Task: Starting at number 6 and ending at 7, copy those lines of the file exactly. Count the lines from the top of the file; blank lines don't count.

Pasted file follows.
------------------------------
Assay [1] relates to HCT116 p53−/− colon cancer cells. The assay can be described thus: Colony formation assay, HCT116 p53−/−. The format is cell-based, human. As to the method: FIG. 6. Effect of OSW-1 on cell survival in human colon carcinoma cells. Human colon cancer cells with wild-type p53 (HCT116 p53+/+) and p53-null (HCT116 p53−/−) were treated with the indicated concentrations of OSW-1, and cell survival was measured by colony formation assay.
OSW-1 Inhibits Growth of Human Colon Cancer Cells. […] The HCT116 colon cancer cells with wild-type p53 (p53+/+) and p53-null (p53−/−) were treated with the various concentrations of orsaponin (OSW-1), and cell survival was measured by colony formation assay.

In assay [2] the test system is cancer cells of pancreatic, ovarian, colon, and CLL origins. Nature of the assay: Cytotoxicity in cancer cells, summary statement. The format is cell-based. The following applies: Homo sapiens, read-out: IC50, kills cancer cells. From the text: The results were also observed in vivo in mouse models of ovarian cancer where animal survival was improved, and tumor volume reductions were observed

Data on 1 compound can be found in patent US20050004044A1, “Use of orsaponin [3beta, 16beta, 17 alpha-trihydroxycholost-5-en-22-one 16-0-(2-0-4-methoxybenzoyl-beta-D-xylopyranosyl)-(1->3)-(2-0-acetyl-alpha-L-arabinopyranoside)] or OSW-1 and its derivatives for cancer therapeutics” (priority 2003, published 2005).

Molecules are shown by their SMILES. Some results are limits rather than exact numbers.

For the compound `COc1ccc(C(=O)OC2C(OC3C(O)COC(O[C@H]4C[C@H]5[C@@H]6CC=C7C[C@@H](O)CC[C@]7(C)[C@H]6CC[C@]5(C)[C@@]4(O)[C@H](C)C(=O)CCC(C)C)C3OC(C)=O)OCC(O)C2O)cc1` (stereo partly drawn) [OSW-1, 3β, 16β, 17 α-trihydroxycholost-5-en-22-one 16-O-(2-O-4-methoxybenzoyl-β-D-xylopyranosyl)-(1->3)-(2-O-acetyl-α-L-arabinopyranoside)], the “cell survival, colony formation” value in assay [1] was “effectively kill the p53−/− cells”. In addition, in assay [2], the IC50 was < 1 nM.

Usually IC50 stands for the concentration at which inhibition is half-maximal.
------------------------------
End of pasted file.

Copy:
For the compound `COc1ccc(C(=O)OC2C(OC3C(O)COC(O[C@H]4C[C@H]5[C@@H]6CC=C7C[C@@H](O)CC[C@]7(C)[C@H]6CC[C@]5(C)[C@@]4(O)[C@H](C)C(=O)CCC(C)C)C3OC(C)=O)OCC(O)C2O)cc1` (stereo partly drawn) [OSW-1, 3β, 16β, 17 α-trihydroxycholost-5-en-22-one 16-O-(2-O-4-methoxybenzoyl-β-D-xylopyranosyl)-(1->3)-(2-O-acetyl-α-L-arabinopyranoside)], the “cell survival, colony formation” value in assay [1] was “effectively kill the p53−/− cells”. In addition, in assay [2], the IC50 was < 1 nM.

Usually IC50 stands for the concentration at which inhibition is half-maximal.